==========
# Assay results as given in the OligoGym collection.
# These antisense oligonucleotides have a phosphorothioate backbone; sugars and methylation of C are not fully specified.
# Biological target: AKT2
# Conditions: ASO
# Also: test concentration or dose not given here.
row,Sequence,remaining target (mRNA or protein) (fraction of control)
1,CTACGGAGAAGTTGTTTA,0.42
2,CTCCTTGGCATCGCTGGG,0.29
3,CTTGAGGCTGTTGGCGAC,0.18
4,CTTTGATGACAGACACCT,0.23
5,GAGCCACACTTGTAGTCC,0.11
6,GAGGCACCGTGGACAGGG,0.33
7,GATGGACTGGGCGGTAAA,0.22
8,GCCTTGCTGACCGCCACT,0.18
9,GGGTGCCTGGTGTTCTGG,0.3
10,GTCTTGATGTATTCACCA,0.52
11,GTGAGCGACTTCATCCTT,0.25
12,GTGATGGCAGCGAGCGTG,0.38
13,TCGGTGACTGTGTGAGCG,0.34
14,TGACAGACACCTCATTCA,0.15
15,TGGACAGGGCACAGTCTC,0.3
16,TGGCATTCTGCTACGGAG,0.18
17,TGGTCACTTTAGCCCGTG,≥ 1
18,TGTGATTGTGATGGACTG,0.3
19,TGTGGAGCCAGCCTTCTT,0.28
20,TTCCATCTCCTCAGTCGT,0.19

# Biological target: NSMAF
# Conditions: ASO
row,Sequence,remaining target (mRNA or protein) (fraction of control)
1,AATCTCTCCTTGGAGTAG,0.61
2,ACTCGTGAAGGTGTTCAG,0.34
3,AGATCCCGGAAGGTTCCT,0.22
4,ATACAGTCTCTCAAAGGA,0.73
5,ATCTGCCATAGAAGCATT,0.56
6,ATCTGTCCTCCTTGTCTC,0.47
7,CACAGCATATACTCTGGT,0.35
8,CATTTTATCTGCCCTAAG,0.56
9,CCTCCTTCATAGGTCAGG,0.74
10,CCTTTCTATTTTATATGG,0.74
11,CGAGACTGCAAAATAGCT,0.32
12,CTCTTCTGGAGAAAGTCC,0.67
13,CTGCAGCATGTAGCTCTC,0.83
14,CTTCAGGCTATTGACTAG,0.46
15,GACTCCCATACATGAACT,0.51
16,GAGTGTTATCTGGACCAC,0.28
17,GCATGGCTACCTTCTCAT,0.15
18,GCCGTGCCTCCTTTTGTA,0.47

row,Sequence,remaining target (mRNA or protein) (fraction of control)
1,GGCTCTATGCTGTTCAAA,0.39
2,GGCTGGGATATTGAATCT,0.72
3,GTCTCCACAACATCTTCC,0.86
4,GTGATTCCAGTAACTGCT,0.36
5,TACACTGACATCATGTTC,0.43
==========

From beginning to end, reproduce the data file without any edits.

# Assay results as given in the OligoGym collection.
# These antisense oligonucleotides have a phosphorothioate backbone; sugars and methylation of C are not fully specified.
# Biological target: AKT2
# Conditions: ASO
# Also: test concentration or dose not given here.
row,Sequence,remaining target (mRNA or protein) (fraction of control)
1,CTACGGAGAAGTTGTTTA,0.42
2,CTCCTTGGCATCGCTGGG,0.29
3,CTTGAGGCTGTTGGCGAC,0.18
4,CTTTGATGACAGACACCT,0.23
5,GAGCCACACTTGTAGTCC,0.11
6,GAGGCACCGTGGACAGGG,0.33
7,GATGGACTGGGCGGTAAA,0.22
8,GCCTTGCTGACCGCCACT,0.18
9,GGGTGCCTGGTGTTCTGG,0.3
10,GTCTTGATGTATTCACCA,0.52
11,GTGAGCGACTTCATCCTT,0.25
12,GTGATGGCAGCGAGCGTG,0.38
13,TCGGTGACTGTGTGAGCG,0.34
14,TGACAGACACCTCATTCA,0.15
15,TGGACAGGGCACAGTCTC,0.3
16,TGGCATTCTGCTACGGAG,0.18
17,TGGTCACTTTAGCCCGTG,≥ 1
18,TGTGATTGTGATGGACTG,0.3
19,TGTGGAGCCAGCCTTCTT,0.28
20,TTCCATCTCCTCAGTCGT,0.19

# Biological target: NSMAF
# Conditions: ASO
row,Sequence,remaining target (mRNA or protein) (fraction of control)
1,AATCTCTCCTTGGAGTAG,0.61
2,ACTCGTGAAGGTGTTCAG,0.34
3,AGATCCCGGAAGGTTCCT,0.22
4,ATACAGTCTCTCAAAGGA,0.73
5,ATCTGCCATAGAAGCATT,0.56
6,ATCTGTCCTCCTTGTCTC,0.47
7,CACAGCATATACTCTGGT,0.35
8,CATTTTATCTGCCCTAAG,0.56
9,CCTCCTTCATAGGTCAGG,0.74
10,CCTTTCTATTTTATATGG,0.74
11,CGAGACTGCAAAATAGCT,0.32
12,CTCTTCTGGAGAAAGTCC,0.67
13,CTGCAGCATGTAGCTCTC,0.83
14,CTTCAGGCTATTGACTAG,0.46
15,GACTCCCATACATGAACT,0.51
16,GAGTGTTATCTGGACCAC,0.28
17,GCATGGCTACCTTCTCAT,0.15
18,GCCGTGCCTCCTTTTGTA,0.47

row,Sequence,remaining target (mRNA or protein) (fraction of control)
1,GGCTCTATGCTGTTCAAA,0.39
2,GGCTGGGATATTGAATCT,0.72
3,GTCTCCACAACATCTTCC,0.86
4,GTGATTCCAGTAACTGCT,0.36
5,TACACTGACATCATGTTC,0.43